Wednesday, March 4, 2009
Gardening: My Bold, Brillant, Frothy Garden Plants
After seeing browns, tans, grays and wheat colors all winter it is time for some dazzling, splashes of color. I painted one section of my garden from memory the other day and it doesn't look like this at all yet because it's still winter outside. Like a hibernating bear my garden will wake up and jump out to be seen and stay out of it's way, please. It might push you aside.
On the far, top left is the orange trumphet flower vine. These can be beautifully trained into standards. I feel these plants aren't used enough in gardens. Are they too simple? What is it? They have deep green, glossy foliage for extra garden points and very exotic, tubular flowers.
To the right of the trumphet vine is a plum colored ninebark tree. Second option could be a smoke bush or sand cherry tree. Same glorious color foliage. Below the ninebark is the soft yellow torch flower and purple lupines. Same shape flowers just different colors and it makes this section look like two different cheerleading teams performing together. Another option for the torch lily, but same soft yellow color, is to have moonshine yarrow with flat flowers.
Moving down to the rosy plum lebaron dahlia which blooms til frost. It needs staking as the flowers are large and heavy. The orange is a brilliant double daylily (from an old neighbor) flowing down into a soft yellow pool of lady's mantle. To the left of the orange dayliles are hardy Johnson blue hardy geraniums with their rather lacy foliage gracing the edges.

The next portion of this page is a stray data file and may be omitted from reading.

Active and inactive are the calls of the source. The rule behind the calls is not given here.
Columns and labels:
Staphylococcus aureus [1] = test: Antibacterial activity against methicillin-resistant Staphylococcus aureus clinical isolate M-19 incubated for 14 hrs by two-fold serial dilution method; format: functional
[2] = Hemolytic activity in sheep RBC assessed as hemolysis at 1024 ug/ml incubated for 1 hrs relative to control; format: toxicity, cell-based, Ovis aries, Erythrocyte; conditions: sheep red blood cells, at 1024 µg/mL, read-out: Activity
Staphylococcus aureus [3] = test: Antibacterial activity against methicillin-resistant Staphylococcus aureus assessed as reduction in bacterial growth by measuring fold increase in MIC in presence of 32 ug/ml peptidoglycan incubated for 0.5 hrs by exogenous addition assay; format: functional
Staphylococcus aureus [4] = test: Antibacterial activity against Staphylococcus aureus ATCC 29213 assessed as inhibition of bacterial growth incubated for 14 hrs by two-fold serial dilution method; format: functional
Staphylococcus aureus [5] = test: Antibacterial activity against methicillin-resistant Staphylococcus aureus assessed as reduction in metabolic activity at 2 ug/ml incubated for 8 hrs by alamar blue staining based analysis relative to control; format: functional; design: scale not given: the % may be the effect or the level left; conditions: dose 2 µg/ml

On the right side directly above the orange daylilies are Wyoming cannas for it's plum/brown foliage and red president cannas standing guard in the back. I cut the orange flowers off of the Wyoming cannas until the daylilies have stopped blooming. Then I let them put their orange blossoms out. To the right of the red cannas is a dark purple clematis.
Each section of the long border has the same colors, but in different plant and leaf combinations. Example for the dark purple clematis I use the same color in the black knight butterfly bush. The possibilities are exciting and never ending.
I do love foliage, but there is an old-fashioned part of me that loves the blousy, overflowing with flowers border, too. In this long section I try to maintain a balance between the two. Interesting foliage and buckets of flowers.
Labels:Candylei, artist, garden borders plans perennials subtropicals annuals gardening plants shrubs trees homesteading artist candylei